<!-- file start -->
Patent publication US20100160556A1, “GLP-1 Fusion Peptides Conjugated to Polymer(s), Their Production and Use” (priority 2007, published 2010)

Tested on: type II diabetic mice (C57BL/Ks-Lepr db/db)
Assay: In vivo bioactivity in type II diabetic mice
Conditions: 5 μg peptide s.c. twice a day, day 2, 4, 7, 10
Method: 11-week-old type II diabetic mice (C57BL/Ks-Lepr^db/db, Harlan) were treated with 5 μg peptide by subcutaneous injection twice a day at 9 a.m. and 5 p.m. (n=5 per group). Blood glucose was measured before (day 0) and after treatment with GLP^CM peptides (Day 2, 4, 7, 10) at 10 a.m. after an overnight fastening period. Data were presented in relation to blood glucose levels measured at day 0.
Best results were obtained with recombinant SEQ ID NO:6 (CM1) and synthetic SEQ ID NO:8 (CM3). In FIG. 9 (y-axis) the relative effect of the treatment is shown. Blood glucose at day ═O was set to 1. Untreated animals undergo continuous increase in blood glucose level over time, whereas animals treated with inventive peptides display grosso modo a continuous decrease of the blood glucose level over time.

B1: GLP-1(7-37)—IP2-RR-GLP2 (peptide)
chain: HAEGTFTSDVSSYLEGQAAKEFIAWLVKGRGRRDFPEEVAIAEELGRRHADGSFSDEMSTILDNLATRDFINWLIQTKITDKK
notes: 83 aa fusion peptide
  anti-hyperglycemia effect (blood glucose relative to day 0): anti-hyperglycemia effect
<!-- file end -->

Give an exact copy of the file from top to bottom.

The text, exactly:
Patent publication US20100160556A1, “GLP-1 Fusion Peptides Conjugated to Polymer(s), Their Production and Use” (priority 2007, published 2010)

Tested on: type II diabetic mice (C57BL/Ks-Lepr db/db)
Assay: In vivo bioactivity in type II diabetic mice
Conditions: 5 μg peptide s.c. twice a day, day 2, 4, 7, 10
Method: 11-week-old type II diabetic mice (C57BL/Ks-Lepr^db/db, Harlan) were treated with 5 μg peptide by subcutaneous injection twice a day at 9 a.m. and 5 p.m. (n=5 per group). Blood glucose was measured before (day 0) and after treatment with GLP^CM peptides (Day 2, 4, 7, 10) at 10 a.m. after an overnight fastening period. Data were presented in relation to blood glucose levels measured at day 0.
Best results were obtained with recombinant SEQ ID NO:6 (CM1) and synthetic SEQ ID NO:8 (CM3). In FIG. 9 (y-axis) the relative effect of the treatment is shown. Blood glucose at day ═O was set to 1. Untreated animals undergo continuous increase in blood glucose level over time, whereas animals treated with inventive peptides display grosso modo a continuous decrease of the blood glucose level over time.

B1: GLP-1(7-37)—IP2-RR-GLP2 (peptide)
chain: HAEGTFTSDVSSYLEGQAAKEFIAWLVKGRGRRDFPEEVAIAEELGRRHADGSFSDEMSTILDNLATRDFINWLIQTKITDKK
notes: 83 aa fusion peptide
  anti-hyperglycemia effect (blood glucose relative to day 0): anti-hyperglycemia effect